Future of Jobs

ILO Director-General holds talks with Trinidad and Tobago Government, Employers’ and Workers’ Organizations on the current employment situation

The DG identified a set of “instruments” which should be put in place to ensure that the transition to new jobs is easier and that security for workers is provided.

Press release | 18 April 2016
From L to R: Christian Ramos, Senior Advisor, and Annette Ching, Director, Office of the ILO Director-General (CABINET); Claudia Coenjaerts, Director, ILO DWT and Office for the Caribbean; Guy Ryder, ILO Director-General; and Dr. the Hon. Keith Rowley, Prime Minister of Trinidad and Tobago.   
“The problems facing Trinidad and Tobago are a reflection of what is unfolding globally including the global crisis in the steel industry.” This said Guy Ryder, Director-General of the ILO, during his visit to the country on 18-19 April 2016, where he held meetings with the Hon. Dr. Keith Rowley, Prime Minister of the Republic, as well as other key stakeholders in Government, labour and the employer representatives.

Mr Ryder sympathized with the workers who had been laid off and drew the constituents’ attention to the Protection of Workers' Claims (Employer's Insolvency) Convention, 1992 (No. 173) and its accompanying Recommendation, which has not yet been ratified by Trinidad and Tobago, but could serve as a guideline in the current economic climate.

The Director-General said that while job losses will happen, a set of “instruments” should be put in place to ensure that the transition to new jobs is easier and that security for workers is provided. These include:
  • the practice of sincere tripartite social dialogue that is focused on tangible results;
  • the development of social protection;
  • the skilling and re-skilling of the workforce and closing of the mismatch of skills; and
  • the improved placement of workers through national employment services.
These “instruments” could help establish greater adaptability in the labour market while making sure security for workers is provided.

“Even as labour markets change, we cannot compromise on respect for fundamental principles and rights at work. We know the world of work changes and that a legislative agenda needs to reflect the 21st century, but it can never mean a race to the bottom. The value of decent work is that it aims to marry sustainable jobs with good quality employment. That is an integral part of the Sustainable Development Agenda which is universal and to which all the Caribbean has subscribed”, the Director-General said.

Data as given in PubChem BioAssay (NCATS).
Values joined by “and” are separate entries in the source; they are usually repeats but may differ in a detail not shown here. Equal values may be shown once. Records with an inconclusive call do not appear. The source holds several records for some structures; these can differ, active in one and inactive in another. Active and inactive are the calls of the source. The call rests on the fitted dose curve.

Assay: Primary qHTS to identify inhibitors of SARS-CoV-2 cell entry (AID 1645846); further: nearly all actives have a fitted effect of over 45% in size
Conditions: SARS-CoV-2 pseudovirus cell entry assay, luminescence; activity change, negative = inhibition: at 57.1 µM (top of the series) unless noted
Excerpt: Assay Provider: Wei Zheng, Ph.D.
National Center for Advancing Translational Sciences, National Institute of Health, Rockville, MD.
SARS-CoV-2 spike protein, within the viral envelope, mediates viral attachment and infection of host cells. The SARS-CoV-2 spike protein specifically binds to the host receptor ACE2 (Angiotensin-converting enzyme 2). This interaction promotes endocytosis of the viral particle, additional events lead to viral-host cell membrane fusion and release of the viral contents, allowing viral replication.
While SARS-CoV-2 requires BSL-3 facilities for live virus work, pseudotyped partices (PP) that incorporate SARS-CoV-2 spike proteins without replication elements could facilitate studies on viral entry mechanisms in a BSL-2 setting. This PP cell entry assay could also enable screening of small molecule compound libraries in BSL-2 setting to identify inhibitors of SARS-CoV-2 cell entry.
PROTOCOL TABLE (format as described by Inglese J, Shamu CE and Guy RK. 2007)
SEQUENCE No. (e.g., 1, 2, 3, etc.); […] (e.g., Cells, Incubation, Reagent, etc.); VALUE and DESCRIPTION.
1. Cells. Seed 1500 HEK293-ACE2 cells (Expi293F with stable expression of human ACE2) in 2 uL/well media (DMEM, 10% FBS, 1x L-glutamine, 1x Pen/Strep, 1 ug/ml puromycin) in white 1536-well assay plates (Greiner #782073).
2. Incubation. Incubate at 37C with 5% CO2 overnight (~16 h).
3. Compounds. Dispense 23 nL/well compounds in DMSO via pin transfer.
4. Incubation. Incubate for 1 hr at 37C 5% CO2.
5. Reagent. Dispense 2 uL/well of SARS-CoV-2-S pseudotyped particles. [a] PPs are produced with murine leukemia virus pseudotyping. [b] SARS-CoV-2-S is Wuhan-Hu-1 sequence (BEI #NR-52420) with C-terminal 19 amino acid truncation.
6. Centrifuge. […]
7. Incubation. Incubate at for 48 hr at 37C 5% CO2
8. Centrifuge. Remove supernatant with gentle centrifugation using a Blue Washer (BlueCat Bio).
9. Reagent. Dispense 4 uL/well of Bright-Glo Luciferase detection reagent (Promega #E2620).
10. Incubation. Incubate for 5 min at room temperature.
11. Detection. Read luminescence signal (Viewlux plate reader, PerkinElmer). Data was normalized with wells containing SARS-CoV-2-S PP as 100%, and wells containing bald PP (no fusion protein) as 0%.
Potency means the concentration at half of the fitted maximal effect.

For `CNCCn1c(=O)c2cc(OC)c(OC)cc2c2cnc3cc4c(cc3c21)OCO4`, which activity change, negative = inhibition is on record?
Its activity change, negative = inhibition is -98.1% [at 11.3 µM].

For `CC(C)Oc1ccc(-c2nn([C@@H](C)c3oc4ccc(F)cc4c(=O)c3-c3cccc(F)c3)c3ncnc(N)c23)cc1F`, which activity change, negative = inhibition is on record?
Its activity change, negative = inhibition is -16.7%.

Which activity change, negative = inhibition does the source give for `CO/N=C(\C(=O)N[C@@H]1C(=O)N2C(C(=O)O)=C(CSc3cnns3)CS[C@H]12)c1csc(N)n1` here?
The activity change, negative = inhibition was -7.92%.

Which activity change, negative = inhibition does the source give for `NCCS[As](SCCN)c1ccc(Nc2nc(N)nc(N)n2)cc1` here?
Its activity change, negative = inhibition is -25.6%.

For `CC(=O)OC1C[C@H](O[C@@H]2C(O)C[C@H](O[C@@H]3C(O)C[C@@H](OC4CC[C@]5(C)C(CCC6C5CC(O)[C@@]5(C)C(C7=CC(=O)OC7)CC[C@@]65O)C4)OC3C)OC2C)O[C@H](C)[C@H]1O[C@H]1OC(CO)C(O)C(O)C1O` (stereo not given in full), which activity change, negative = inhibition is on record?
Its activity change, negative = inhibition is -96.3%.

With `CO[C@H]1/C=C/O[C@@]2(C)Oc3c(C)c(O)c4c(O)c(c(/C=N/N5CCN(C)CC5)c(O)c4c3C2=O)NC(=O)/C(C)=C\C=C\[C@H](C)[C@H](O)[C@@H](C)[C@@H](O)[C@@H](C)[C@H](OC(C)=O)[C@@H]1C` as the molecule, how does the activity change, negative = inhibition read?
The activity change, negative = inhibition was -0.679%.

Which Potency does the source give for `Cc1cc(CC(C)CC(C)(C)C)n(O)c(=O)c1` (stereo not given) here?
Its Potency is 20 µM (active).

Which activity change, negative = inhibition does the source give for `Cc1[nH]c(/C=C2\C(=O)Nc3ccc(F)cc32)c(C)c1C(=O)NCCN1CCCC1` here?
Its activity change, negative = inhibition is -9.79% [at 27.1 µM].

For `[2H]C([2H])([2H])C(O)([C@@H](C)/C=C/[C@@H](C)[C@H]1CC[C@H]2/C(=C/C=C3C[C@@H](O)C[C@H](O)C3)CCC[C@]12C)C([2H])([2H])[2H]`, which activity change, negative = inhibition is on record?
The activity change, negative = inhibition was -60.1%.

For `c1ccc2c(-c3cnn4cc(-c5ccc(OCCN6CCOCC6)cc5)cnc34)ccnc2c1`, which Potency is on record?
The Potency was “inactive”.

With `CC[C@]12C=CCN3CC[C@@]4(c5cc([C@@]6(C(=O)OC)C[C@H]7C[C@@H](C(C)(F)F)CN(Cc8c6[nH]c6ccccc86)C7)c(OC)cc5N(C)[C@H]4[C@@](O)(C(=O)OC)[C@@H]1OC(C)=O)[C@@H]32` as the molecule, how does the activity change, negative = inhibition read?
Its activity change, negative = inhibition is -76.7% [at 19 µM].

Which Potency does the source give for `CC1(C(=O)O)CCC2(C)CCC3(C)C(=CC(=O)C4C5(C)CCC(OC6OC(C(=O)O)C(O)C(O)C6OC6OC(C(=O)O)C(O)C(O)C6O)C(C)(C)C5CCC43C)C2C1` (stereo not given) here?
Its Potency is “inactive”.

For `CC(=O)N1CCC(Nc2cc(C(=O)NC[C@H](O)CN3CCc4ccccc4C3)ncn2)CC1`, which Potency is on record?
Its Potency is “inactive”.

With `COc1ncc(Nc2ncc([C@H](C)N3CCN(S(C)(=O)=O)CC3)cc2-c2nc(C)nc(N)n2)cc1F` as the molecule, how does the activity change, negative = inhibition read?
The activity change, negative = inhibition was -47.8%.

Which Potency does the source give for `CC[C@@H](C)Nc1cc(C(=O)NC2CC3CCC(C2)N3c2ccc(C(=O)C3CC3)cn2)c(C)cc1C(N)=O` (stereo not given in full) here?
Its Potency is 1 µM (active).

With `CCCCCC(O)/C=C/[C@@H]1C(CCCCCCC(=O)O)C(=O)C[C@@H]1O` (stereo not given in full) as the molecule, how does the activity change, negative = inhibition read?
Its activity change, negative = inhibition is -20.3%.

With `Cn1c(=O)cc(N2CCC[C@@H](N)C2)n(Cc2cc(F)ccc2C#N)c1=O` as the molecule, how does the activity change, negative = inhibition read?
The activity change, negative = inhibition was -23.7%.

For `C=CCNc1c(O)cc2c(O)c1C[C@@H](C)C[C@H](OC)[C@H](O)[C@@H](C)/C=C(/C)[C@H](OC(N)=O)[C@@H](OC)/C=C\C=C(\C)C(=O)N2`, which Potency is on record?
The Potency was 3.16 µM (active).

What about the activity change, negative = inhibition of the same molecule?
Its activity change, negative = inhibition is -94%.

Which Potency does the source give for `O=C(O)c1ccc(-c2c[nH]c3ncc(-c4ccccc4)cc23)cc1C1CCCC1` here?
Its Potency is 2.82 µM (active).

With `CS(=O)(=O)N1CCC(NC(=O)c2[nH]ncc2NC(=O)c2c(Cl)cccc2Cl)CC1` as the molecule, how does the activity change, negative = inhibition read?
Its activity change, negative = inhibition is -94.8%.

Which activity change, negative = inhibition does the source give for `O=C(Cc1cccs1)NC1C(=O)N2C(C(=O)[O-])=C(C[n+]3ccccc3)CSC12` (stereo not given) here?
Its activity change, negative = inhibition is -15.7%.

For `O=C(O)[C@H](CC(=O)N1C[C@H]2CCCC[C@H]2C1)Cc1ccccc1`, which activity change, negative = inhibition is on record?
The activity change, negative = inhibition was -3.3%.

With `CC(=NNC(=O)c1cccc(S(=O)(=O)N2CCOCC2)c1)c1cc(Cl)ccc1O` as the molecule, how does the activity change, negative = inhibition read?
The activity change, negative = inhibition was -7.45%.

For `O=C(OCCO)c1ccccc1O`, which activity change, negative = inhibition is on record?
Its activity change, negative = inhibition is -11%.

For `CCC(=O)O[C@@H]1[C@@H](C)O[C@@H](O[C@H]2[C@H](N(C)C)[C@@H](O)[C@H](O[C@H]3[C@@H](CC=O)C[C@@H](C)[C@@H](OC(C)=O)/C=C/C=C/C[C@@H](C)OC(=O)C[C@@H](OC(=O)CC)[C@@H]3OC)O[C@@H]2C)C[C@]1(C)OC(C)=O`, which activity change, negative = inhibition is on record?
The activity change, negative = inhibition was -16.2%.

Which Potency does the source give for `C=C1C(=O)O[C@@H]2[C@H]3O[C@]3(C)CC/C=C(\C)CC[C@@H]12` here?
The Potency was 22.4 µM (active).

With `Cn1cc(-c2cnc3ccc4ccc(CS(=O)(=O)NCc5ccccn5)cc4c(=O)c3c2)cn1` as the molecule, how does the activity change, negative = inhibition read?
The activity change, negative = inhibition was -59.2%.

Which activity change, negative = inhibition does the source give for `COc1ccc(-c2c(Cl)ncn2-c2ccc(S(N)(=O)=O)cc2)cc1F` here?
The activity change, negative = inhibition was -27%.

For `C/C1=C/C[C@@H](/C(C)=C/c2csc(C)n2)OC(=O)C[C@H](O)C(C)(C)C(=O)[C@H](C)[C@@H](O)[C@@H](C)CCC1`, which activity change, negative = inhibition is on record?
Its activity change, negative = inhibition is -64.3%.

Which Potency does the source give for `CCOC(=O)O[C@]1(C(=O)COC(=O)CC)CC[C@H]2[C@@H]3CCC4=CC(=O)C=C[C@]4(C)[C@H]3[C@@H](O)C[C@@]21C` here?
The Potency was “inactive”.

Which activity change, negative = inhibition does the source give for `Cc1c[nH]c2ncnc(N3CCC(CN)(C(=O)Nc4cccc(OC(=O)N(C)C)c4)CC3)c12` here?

In a situation of worrying job losses, the ILO’s tripartite constituents recognized the existence of unfilled vacancies in enterprises, and underlined the advantages to be gained from improved labour mobility and skilling. Both the Employers’ and Workers’ groups, during their respective meetings with the Director-General, expressed appreciation for the ILO’s support, and agreed that there is a need to revise outdated legislation, such as the Industrial Relations Act and the Retrenchment and Severance Benefit Act. During his courtesy visit to the Minister of Labour and Small Enterprise Development, Senator the Hon Jennifer Baptiste-Primus, Mr. Ryder commended the Minister for her leadership in taking this revision forward.

All parties agreed that the ILO Conventions and Recommendations should provide the guidance and the ILO Director-General assured that the required technical assistance would be made available as needed.

”Hearing the perspectives of labour unions and representatives of employers on the current situation makes it clear that all parties are wedded to the concept of decent work. We need to come to the table with the intent to find agreed solutions and then to act upon them. We need to further nurture the trust of each party that they are working for a common good, as well as defending legitimate interests. Trust is a condition sine qua non and it will come in little steps. Social dialogue will be judged by results”, said the Director-General, while recognizing that the National Tripartite Advisory Council could be the avenue to make this happen.

Mr. Ryder expressed his gratitude for the longstanding and excellent relationship between the ILO and Trinidad and Tobago, which is a current Governing Body member. He reiterated the ILO’s commitment to working with its tripartite constituents in ensuring decent work for all.